Credits for private recertification: 8 for Agricultural Animal (Livestock & Poultry) and Aquatics, and 10 for Agricultural Plant (Field & Forage, Fruit, Vegetable, Greenhouse & Florist and Nursery & Ornamentals). Credits must be earned in more than one calendar year and consist of at least 25% category-specific training in each category of certification.

You are obligated to keep records of the credits you receive and turn in record sheets to DEC when they notify you that your license is about to expire.  If you do not have the required credits, you will have to take the exam again.


This fact sheet is part of the Guide to Farming in NY by Monika Roth et al, published by the Cornell Small Farms Program and Cornell Cooperative Extension. Fact sheets are updated once annually, so information may have changed since last revision. If you are reading a printed version of a fact sheet, compare revision date with online fact sheet publish dates to make sure you have the latest version.


Back to the Guide to Farming Table of Contents>>

Laws are constantly changing and vary by municipality.  The following are some general guidelines to know when living in the country:

Boundary Fences and Trees: In NYS it is the duty of both adjoining landowners to maintain a fence line and one party may not remove a fence without the permission of the other.  The same applies to trees; however, a property owner may trim the branches of a tree hanging on his side of the property so long as the trimming does not result in damage to the tree.

Fencing for Livestock: Fences intended to contain livestock must be constructed of materials that will restrain them.  If you have animals, let your neighbors know and provide them with contact info in case the animals get out or if they see something amiss.

Riparian Rights: Owners or others with exclusive rights to property may post the boundaries warning that if a person enters the property they are trespassing. Trespassers must leave the property if the owner so orders and they may be charged with a criminal violation. If not posted, the trespasser can argue that they thought the land was public. If a trespasser refuses to leave, a sheriff should be called to make an arrest.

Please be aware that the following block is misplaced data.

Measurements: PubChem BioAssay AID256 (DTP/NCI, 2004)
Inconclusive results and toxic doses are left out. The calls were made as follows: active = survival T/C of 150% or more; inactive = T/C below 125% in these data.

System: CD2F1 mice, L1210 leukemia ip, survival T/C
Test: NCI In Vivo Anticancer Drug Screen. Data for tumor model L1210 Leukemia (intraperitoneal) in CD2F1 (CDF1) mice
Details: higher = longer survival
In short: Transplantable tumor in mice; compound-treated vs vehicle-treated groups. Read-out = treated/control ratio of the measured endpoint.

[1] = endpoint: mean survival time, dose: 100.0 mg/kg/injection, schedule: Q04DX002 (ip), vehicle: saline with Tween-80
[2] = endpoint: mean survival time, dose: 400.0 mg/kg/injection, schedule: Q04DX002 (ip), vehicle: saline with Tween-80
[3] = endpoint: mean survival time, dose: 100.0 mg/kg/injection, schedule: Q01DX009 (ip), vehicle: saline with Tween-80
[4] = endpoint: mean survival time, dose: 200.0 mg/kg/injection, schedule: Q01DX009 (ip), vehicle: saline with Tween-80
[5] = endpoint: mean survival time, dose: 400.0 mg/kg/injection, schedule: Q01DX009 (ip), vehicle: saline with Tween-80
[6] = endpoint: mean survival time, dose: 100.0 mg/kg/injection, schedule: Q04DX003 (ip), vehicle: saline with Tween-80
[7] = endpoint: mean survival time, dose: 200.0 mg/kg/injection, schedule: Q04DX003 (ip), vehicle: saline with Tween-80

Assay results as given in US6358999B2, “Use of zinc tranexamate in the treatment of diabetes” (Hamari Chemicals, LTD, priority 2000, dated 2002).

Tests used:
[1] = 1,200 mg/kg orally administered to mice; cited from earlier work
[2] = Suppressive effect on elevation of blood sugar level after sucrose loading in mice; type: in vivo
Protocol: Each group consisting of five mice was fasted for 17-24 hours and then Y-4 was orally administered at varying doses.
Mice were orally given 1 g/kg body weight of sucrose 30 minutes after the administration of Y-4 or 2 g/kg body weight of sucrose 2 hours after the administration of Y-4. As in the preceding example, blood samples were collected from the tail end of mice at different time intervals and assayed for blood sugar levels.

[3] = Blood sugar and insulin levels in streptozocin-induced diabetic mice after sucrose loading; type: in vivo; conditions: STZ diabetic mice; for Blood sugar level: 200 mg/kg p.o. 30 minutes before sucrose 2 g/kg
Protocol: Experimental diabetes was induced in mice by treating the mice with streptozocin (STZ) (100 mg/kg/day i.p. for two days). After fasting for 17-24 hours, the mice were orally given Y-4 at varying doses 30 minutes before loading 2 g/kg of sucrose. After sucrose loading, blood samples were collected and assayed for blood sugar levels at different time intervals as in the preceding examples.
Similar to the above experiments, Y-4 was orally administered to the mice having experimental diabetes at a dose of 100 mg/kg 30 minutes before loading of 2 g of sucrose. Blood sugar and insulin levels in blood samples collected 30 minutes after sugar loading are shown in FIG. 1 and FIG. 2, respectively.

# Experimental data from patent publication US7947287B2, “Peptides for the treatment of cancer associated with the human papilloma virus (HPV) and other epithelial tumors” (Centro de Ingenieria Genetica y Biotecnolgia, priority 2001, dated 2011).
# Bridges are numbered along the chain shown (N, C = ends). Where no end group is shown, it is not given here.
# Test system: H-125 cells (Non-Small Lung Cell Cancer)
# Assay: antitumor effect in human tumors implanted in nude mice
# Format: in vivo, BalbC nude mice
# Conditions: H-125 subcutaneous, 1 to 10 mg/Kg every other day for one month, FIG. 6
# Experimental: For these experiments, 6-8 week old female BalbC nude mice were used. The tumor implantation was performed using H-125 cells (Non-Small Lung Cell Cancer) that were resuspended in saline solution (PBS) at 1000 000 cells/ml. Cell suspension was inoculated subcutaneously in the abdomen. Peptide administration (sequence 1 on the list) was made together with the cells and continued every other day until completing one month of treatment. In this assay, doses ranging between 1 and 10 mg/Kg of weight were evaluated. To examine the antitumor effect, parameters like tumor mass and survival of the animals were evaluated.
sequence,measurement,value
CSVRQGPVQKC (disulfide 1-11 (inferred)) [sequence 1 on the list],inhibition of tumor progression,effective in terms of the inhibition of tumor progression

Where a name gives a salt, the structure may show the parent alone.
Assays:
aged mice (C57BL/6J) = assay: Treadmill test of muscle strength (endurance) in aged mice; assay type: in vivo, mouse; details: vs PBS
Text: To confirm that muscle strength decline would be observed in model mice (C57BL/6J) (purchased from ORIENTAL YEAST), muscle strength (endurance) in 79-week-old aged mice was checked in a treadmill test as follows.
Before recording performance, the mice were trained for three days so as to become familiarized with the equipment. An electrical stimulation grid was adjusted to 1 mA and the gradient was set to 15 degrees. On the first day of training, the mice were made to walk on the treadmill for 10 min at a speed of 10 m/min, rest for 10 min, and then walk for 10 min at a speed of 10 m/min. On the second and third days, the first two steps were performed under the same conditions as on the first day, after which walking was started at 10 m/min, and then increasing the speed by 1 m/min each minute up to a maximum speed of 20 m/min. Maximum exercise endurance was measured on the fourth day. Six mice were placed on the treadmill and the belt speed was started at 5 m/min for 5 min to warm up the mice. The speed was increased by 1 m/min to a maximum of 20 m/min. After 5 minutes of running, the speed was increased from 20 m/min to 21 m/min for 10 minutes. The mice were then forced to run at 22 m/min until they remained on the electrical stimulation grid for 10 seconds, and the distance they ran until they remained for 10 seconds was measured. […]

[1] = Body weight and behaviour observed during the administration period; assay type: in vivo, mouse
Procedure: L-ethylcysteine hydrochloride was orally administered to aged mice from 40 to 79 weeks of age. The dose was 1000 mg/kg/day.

Posting requirements include: at minimum 11 inch square sign with lettering to occupy 80 square inches exclusive of the name and address; the word POSTED in caps and the name and address of the owner. Signs must be located at property boundaries and corners and be conspicuously placed not more than 660 feet apart. Illegible or missing signs must be replaced at least once a year.

Landowner Liability: This is a very complicated issue and the best protection is risk management, insurance and posting.  While trespassing is illegal, it is also illegal for the property owner to harm the trespasser. If you give permission to someone to use your land for any purpose, it is advisable to warn them of hazards on the property.

Right to Farm Laws: The NYS Agricultural District Law has a provision that protects farmers against nuisance lawsuits and protects the right to farm, provided that sound agricultural practices are followed.  Many municipalities also have right-to-farm laws with additional provisions meant to protect farmers.  Check with your town officials to see if such a law exists in your municipality.

Farm Neighbor Relations: A way to avoid problems that may arise from the above situations is to let your neighbors know what you are doing on your farm and what to expect.  If you have to operate for long hours during planting and harvest season or will be spreading manure, let your neighbors know.  Communication goes a long way towards avoiding complaints about noise, dust, odor, livestock hazards, or farming practices.  Increasingly your farming neighbors will have had no exposure to living in the country and you can help educate them about agriculture and where food comes from by letting them know what you do.